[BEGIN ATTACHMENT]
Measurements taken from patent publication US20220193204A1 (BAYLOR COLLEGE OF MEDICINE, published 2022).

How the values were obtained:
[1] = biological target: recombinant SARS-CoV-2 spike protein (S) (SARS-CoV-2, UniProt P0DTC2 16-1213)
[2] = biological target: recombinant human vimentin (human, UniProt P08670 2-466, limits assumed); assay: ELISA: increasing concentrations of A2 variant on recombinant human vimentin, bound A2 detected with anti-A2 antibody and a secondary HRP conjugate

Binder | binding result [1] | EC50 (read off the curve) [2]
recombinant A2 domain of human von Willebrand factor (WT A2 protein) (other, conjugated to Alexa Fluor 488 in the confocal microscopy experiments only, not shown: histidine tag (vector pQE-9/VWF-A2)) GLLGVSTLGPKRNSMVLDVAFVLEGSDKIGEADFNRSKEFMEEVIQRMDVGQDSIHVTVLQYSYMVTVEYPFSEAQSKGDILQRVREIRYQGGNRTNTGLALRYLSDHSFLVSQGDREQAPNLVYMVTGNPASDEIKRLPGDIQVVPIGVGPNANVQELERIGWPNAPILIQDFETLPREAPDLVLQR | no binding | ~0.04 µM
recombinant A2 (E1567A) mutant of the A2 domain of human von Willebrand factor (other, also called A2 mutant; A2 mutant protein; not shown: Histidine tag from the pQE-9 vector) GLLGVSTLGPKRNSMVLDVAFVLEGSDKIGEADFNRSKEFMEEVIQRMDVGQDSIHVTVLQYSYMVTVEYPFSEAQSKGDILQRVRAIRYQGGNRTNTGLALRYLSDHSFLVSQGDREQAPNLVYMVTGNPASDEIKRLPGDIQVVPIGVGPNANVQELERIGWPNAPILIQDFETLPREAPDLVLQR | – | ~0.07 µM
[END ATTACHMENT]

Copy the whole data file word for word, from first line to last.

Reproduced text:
Measurements taken from patent publication US20220193204A1 (BAYLOR COLLEGE OF MEDICINE, published 2022).

How the values were obtained:
[1] = biological target: recombinant SARS-CoV-2 spike protein (S) (SARS-CoV-2, UniProt P0DTC2 16-1213)
[2] = biological target: recombinant human vimentin (human, UniProt P08670 2-466, limits assumed); assay: ELISA: increasing concentrations of A2 variant on recombinant human vimentin, bound A2 detected with anti-A2 antibody and a secondary HRP conjugate

Binder | binding result [1] | EC50 (read off the curve) [2]
recombinant A2 domain of human von Willebrand factor (WT A2 protein) (other, conjugated to Alexa Fluor 488 in the confocal microscopy experiments only, not shown: histidine tag (vector pQE-9/VWF-A2)) GLLGVSTLGPKRNSMVLDVAFVLEGSDKIGEADFNRSKEFMEEVIQRMDVGQDSIHVTVLQYSYMVTVEYPFSEAQSKGDILQRVREIRYQGGNRTNTGLALRYLSDHSFLVSQGDREQAPNLVYMVTGNPASDEIKRLPGDIQVVPIGVGPNANVQELERIGWPNAPILIQDFETLPREAPDLVLQR | no binding | ~0.04 µM
recombinant A2 (E1567A) mutant of the A2 domain of human von Willebrand factor (other, also called A2 mutant; A2 mutant protein; not shown: Histidine tag from the pQE-9 vector) GLLGVSTLGPKRNSMVLDVAFVLEGSDKIGEADFNRSKEFMEEVIQRMDVGQDSIHVTVLQYSYMVTVEYPFSEAQSKGDILQRVRAIRYQGGNRTNTGLALRYLSDHSFLVSQGDREQAPNLVYMVTGNPASDEIKRLPGDIQVVPIGVGPNANVQELERIGWPNAPILIQDFETLPREAPDLVLQR | – | ~0.07 µM